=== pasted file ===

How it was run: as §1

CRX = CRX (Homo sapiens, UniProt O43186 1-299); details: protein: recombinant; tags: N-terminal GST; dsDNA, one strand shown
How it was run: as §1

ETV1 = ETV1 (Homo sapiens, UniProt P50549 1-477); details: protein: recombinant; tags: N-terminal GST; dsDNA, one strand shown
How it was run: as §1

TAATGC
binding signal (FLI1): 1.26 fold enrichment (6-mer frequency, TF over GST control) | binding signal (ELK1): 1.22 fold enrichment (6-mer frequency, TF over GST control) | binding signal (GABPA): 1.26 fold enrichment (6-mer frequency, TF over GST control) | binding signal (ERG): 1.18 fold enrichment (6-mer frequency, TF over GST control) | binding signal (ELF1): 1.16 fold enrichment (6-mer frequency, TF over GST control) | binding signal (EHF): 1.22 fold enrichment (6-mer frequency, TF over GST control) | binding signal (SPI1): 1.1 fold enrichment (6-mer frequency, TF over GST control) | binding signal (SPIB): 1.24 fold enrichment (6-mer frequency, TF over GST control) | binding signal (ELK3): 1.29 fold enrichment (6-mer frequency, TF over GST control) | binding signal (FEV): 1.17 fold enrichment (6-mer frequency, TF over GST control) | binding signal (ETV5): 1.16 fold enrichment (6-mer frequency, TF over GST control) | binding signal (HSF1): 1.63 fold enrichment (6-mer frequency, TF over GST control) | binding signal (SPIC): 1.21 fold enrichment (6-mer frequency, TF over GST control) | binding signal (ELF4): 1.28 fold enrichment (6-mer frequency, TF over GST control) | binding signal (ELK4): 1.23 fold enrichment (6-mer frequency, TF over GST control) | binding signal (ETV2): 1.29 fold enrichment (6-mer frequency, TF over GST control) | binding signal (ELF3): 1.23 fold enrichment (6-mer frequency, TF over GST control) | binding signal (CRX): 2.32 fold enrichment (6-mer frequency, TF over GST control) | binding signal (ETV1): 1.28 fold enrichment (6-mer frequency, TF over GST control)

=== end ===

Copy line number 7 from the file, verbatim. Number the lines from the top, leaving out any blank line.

binding signal (FLI1): 1.26 fold enrichment (6-mer frequency, TF over GST control) | binding signal (ELK1): 1.22 fold enrichment (6-mer frequency, TF over GST control) | binding signal (GABPA): 1.26 fold enrichment (6-mer frequency, TF over GST control) | binding signal (ERG): 1.18 fold enrichment (6-mer frequency, TF over GST control) | binding signal (ELF1): 1.16 fold enrichment (6-mer frequency, TF over GST control) | binding signal (EHF): 1.22 fold enrichment (6-mer frequency, TF over GST control) | binding signal (SPI1): 1.1 fold enrichment (6-mer frequency, TF over GST control) | binding signal (SPIB): 1.24 fold enrichment (6-mer frequency, TF over GST control) | binding signal (ELK3): 1.29 fold enrichment (6-mer frequency, TF over GST control) | binding signal (FEV): 1.17 fold enrichment (6-mer frequency, TF over GST control) | binding signal (ETV5): 1.16 fold enrichment (6-mer frequency, TF over GST control) | binding signal (HSF1): 1.63 fold enrichment (6-mer frequency, TF over GST control) | binding signal (SPIC): 1.21 fold enrichment (6-mer frequency, TF over GST control) | binding signal (ELF4): 1.28 fold enrichment (6-mer frequency, TF over GST control) | binding signal (ELK4): 1.23 fold enrichment (6-mer frequency, TF over GST control) | binding signal (ETV2): 1.29 fold enrichment (6-mer frequency, TF over GST control) | binding signal (ELF3): 1.23 fold enrichment (6-mer frequency, TF over GST control) | binding signal (CRX): 2.32 fold enrichment (6-mer frequency, TF over GST control) | binding signal (ETV1): 1.28 fold enrichment (6-mer frequency, TF over GST control)